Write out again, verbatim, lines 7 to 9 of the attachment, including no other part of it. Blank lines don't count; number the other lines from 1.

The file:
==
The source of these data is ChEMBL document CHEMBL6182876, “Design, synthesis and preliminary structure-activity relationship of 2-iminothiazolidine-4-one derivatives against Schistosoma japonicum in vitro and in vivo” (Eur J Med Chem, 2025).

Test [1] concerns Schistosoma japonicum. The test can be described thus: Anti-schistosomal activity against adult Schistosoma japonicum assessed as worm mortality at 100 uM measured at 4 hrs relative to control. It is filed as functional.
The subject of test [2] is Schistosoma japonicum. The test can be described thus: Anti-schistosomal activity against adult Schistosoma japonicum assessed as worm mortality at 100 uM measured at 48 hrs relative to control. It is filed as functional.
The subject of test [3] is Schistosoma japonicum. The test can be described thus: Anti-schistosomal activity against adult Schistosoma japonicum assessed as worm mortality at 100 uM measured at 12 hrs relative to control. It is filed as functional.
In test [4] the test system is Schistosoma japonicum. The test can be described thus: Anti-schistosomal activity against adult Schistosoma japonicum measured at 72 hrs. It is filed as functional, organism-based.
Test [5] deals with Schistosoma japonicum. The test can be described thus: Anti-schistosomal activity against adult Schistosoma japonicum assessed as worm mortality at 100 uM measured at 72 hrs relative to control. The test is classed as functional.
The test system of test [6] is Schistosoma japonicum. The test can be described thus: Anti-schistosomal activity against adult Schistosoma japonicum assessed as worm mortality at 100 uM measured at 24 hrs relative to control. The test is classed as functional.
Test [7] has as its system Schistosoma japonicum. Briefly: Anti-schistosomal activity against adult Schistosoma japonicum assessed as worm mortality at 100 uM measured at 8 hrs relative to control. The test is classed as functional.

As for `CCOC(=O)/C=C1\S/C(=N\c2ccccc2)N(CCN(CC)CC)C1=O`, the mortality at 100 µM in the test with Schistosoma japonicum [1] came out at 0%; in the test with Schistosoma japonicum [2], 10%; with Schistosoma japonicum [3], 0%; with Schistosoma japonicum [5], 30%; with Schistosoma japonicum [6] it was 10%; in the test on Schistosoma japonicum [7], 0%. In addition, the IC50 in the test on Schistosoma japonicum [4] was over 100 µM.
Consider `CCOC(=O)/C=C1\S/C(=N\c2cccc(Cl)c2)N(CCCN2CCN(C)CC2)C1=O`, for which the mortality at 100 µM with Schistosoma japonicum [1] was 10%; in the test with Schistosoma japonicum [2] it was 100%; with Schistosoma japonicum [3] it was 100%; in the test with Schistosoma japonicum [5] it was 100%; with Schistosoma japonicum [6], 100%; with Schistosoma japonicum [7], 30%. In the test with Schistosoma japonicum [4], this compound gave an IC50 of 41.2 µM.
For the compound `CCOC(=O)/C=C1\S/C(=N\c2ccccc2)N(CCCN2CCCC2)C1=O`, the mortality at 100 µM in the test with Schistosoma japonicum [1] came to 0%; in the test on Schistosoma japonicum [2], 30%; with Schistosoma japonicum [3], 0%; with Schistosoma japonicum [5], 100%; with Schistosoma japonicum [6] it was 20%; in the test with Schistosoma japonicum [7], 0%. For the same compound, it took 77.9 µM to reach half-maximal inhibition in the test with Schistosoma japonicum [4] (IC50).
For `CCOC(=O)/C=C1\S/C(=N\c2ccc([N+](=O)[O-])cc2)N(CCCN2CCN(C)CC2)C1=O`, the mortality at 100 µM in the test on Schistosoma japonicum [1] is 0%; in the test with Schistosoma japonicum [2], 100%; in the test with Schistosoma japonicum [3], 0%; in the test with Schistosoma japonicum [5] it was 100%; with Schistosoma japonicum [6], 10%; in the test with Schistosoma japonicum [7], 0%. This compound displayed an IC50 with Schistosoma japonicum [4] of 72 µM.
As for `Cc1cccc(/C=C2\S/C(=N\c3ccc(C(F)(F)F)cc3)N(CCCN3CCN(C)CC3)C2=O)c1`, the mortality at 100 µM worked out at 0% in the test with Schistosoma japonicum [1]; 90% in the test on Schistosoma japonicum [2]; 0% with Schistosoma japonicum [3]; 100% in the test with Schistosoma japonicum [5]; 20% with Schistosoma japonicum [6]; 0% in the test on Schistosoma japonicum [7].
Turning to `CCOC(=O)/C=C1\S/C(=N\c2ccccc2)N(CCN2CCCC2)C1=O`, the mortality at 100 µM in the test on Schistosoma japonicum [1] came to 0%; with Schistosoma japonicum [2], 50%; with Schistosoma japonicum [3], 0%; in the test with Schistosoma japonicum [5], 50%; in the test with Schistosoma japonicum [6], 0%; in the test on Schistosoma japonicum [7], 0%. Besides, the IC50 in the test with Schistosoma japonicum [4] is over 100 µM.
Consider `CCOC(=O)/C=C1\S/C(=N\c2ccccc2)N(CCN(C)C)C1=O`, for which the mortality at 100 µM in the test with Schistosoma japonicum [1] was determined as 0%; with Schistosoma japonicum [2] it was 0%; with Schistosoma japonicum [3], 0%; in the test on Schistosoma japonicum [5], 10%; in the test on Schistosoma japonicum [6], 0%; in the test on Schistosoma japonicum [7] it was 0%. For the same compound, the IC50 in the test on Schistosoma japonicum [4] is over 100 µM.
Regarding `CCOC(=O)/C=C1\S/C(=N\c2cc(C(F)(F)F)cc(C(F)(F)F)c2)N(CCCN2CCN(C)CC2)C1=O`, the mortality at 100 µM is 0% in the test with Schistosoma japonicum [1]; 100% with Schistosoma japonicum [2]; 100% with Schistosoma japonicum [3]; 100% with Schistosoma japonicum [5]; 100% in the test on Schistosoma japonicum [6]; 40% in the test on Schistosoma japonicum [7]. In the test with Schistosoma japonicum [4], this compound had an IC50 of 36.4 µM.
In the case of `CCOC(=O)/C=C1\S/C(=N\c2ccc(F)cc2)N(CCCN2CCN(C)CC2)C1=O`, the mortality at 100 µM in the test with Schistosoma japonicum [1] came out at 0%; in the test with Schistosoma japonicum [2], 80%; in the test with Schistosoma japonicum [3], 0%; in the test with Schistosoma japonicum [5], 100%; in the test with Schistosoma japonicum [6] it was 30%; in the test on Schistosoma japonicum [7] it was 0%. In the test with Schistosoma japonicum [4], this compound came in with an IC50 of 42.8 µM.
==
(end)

The test system of test [6] is Schistosoma japonicum. The test can be described thus: Anti-schistosomal activity against adult Schistosoma japonicum assessed as worm mortality at 100 uM measured at 24 hrs relative to control. The test is classed as functional.
Test [7] has as its system Schistosoma japonicum. Briefly: Anti-schistosomal activity against adult Schistosoma japonicum assessed as worm mortality at 100 uM measured at 8 hrs relative to control. The test is classed as functional.

As for `CCOC(=O)/C=C1\S/C(=N\c2ccccc2)N(CCN(CC)CC)C1=O`, the mortality at 100 µM in the test with Schistosoma japonicum [1] came out at 0%; in the test with Schistosoma japonicum [2], 10%; with Schistosoma japonicum [3], 0%; with Schistosoma japonicum [5], 30%; with Schistosoma japonicum [6] it was 10%; in the test on Schistosoma japonicum [7], 0%. In addition, the IC50 in the test on Schistosoma japonicum [4] was over 100 µM.